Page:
Logourl black
From our private database of 14,100+ case briefs...

Perdue v. Kenny

United States Supreme Court
130 S. Ct. 1662 (2010)


Facts

Children in the Georgia foster-care system and their next friends (plaintiffs) filed a class-action suit against the governor of Georgia and other state officials (defendants) for deficiencies in the foster-care system that violated the plaintiffs’ federal and state constitutional and statutory rights. The parties entered into a consent decree, which was approved by the federal district court and resolved all issues other than the fees that the plaintiffs’ attorneys were to receive under 42 U.S.C. § 1988. The plaintiffs submitted a request for more than $14 million in attorneys’ fees, half of which was based on a traditional lodestar calculation that multiplied the hours worked by the standard hourly rates. The remaining half represented a fee enhancement for superior work and results. The district court awarded fees of approximately $10.5 million, based on the calculation of a lodestar sum of approximately $6 million and the enhancement of that sum by 75 percent. The district court justified the enhancement based on the lodestar sum’s failure to take into consideration the fact that the plaintiffs’ counsel (1) was required to advance case expenses of $1.7 million over a three-year period with no ongoing reimbursement, (2) was not paid on an ongoing basis for the case, and (3) was completely unable to recover a fee and reimbursement without a successful outcome. The court of appeals affirmed. The United States Supreme Court granted certiorari.

Rule of Law

The rule of law is the black letter law upon which the court rested its decision.

To access this section, please start your free trial or log in.

Issue

The issue section includes the dispositive legal issue in the case phrased as a question.

To access this section, please start your free trial or log in.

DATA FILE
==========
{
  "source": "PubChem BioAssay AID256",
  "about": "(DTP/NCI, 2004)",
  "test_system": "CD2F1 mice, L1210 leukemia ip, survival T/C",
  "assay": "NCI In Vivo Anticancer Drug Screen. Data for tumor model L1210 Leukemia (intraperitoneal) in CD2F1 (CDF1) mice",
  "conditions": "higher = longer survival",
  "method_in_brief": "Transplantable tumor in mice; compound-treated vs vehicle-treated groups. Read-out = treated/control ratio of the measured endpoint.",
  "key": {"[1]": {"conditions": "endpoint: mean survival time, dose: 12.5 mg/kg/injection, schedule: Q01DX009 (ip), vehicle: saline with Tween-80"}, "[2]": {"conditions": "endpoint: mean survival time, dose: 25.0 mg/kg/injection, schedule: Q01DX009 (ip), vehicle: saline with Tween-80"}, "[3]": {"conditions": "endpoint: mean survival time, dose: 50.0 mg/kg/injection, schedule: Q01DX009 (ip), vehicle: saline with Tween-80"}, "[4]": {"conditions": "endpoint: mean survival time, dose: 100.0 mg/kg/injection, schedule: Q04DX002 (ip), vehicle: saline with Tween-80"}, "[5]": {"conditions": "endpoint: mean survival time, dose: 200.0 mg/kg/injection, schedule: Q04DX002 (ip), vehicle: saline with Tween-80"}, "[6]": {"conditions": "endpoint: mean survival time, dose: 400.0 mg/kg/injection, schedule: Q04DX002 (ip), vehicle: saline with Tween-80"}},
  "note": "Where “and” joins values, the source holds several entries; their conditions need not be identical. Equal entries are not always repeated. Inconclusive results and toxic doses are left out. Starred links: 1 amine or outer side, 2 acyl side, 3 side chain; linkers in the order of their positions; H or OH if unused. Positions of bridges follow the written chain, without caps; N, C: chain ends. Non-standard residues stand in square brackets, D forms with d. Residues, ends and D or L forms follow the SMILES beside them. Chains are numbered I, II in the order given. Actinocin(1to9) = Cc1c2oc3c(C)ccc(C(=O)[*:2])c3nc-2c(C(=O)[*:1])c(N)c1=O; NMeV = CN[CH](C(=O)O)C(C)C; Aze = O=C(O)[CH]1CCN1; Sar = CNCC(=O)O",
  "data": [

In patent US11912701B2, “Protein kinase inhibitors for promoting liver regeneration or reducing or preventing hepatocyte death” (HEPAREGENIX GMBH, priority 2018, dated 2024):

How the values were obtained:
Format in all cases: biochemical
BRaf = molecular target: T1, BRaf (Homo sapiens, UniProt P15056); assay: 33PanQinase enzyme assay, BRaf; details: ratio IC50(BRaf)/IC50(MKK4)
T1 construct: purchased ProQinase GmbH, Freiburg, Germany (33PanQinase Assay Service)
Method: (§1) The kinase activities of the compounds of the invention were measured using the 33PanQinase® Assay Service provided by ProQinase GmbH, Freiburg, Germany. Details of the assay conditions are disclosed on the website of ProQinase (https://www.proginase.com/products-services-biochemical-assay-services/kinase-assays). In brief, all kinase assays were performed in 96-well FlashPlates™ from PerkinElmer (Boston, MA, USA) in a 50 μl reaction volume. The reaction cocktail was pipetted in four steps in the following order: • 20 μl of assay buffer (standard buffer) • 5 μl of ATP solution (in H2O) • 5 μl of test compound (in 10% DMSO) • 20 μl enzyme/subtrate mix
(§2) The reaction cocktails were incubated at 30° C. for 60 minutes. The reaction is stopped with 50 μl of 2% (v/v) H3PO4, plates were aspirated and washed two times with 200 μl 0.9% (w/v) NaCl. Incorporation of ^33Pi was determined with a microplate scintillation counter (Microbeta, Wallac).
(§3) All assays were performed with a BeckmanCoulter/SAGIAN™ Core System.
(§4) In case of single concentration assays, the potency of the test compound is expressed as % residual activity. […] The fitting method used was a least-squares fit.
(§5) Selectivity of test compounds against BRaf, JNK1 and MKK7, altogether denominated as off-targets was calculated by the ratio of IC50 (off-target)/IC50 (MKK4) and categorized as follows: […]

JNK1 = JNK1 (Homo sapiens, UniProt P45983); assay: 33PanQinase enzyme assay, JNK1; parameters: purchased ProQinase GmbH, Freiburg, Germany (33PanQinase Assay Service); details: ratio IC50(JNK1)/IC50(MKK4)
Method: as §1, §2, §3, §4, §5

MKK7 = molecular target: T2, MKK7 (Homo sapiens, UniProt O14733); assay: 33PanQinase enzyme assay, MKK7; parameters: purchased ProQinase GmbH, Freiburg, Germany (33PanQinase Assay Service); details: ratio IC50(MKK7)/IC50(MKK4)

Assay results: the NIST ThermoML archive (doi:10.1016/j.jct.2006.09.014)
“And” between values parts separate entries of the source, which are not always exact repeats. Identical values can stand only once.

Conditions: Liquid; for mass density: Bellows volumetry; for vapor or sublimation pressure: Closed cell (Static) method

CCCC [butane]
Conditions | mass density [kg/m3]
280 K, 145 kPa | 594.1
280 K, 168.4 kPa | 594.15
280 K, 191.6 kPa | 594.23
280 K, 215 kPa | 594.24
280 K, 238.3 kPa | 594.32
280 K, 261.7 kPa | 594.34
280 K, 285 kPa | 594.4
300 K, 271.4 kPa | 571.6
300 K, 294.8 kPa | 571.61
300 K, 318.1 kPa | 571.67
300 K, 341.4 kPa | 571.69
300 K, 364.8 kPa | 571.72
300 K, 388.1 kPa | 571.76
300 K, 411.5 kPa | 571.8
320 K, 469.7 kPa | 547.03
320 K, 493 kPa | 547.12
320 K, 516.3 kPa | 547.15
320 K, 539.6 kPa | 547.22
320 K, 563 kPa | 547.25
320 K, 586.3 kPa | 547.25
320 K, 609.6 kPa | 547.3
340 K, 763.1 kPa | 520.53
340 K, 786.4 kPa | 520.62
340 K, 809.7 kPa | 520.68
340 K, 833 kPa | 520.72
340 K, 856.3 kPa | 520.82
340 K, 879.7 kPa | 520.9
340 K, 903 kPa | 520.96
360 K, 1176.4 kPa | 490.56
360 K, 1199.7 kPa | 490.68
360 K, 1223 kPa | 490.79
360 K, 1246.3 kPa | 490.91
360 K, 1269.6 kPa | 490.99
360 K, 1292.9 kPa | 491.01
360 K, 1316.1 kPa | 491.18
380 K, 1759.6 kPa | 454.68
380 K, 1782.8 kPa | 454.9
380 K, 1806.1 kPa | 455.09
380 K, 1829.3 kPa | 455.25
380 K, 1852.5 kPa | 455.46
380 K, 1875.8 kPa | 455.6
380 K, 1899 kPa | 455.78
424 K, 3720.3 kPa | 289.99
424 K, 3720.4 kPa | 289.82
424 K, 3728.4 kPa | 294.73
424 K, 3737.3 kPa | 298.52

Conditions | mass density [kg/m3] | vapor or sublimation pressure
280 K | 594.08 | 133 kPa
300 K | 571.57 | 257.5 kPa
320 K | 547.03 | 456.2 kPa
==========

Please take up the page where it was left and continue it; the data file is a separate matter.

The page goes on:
Holding and Reasoning (Alito, J.)

The holding and reasoning section includes:

  • A "yes" or "no" answer to the question framed in the issue section;
  • A summary of the majority or plurality opinion, using the CREAC method; and
  • The procedural disposition (e.g. reversed and remanded, affirmed, etc.).

To access this section, please start your free trial or log in.

What to do next…

  1. Unlock this case brief with a free (no-commitment) trial membership of Quimbee.

    You’ll be in good company: Quimbee is one of the most widely used and trusted sites for law students, serving more than 97,000 law students since 2011. Some law schools—such as Yale, Vanderbilt, Berkeley, and the University of Illinois—even subscribe directly to Quimbee for all their law students. Read our student testimonials.

  2. Learn more about Quimbee’s unique (and proven) approach to achieving great grades at law school.

    Quimbee is a company hell-bent on one thing: helping you get an “A” in every course you take in law school, so you can graduate at the top of your class and get a high-paying law job. We’re not just a study aid for law students; we’re the study aid for law students. Read more about Quimbee.

Here's why 223,000 law students have relied on our case briefs:

  • Written by law professors and practitioners, not other law students. 14,100 briefs, keyed to 189 casebooks. Top-notch customer support.
  • The right amount of information, includes the facts, issues, rule of law, holding and reasoning, and any concurrences and dissents.
  • Access in your classes, works on your mobile and tablet. Massive library of related video lessons and high quality multiple-choice questions.
  • Easy to use, uniform format for every case brief. Written in plain English, not in legalese. Our briefs summarize and simplify; they don’t just repeat the court’s language.